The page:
Ran across this sweet little oral essay at the NPR site and I couldn’t believe how much it approximates the angst I felt last week when my sort-of-neighbors (they live behind us but only the corners of our backyards meet, and just barely at that) had two of their oldest and tallest trees chopped down. I didn’t think the trees looked as if they were diseased or dying, though in retrospect I suppose they had been looking a little sparse these past several summers. But the top halves of the trees were still leafy and full, and they served as a room divider of sorts between the neighbors’ yard and ours. I had grown accustomed to the trees’ guardian status during the eight years we have lived in this house. Winters here in northeast Ohio are stark and bleak; the naked deciduous trees and shrubs mean that we—my immediate neighbors and I—all have a direct view onto each other’s houses and yards. Each winter I find myself looking forward to late spring and summer, when the trees are in full leaf and provide enough privacy so that I can dress in my bedroom of an evening without shutting the blinds.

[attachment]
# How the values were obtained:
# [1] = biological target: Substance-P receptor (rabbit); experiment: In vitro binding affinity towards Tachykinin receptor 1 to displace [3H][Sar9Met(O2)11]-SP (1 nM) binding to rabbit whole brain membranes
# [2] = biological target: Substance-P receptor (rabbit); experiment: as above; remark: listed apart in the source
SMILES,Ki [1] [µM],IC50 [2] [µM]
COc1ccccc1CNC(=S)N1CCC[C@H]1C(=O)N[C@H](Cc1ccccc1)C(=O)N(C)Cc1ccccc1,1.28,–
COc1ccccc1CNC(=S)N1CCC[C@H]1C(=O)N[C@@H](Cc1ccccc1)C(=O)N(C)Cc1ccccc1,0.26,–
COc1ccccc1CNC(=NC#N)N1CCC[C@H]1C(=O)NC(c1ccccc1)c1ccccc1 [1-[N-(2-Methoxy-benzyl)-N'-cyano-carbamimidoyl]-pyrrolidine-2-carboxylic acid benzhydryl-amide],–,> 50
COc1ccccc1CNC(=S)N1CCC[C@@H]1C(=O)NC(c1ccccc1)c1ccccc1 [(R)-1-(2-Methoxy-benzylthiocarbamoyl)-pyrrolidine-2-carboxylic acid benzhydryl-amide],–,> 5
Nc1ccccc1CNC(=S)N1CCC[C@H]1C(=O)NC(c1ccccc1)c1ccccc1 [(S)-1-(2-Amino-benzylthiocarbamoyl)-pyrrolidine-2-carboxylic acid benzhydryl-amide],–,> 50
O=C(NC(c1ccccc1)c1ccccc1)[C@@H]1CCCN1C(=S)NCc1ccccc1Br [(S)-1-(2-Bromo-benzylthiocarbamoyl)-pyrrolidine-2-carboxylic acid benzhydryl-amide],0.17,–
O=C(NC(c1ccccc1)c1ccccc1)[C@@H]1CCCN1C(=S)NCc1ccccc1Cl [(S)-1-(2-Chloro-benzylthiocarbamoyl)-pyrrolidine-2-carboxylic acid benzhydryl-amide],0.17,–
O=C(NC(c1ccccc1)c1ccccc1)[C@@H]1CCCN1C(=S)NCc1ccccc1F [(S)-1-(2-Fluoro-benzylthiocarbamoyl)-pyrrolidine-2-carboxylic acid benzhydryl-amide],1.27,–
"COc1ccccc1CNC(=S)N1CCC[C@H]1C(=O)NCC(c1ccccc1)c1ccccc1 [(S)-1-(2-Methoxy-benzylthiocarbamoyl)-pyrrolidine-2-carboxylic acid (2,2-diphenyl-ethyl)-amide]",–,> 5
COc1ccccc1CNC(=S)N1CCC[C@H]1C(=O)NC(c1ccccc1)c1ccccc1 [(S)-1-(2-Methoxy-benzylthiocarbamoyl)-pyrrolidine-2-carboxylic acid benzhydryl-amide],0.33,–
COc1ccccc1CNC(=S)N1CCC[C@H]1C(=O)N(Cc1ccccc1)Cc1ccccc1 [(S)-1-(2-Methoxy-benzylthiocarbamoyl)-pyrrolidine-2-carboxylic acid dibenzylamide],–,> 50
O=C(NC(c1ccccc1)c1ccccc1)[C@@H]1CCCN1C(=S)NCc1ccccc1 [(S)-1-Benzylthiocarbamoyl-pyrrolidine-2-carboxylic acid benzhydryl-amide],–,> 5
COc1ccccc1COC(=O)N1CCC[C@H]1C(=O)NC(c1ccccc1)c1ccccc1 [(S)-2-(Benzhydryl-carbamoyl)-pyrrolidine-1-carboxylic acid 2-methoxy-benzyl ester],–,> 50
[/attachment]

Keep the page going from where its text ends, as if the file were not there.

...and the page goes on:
So the trees are gone, and now I miss them. I wish I’d appreciated them more when they were still there. (Kind of a metaphor for the people in my life, I think.)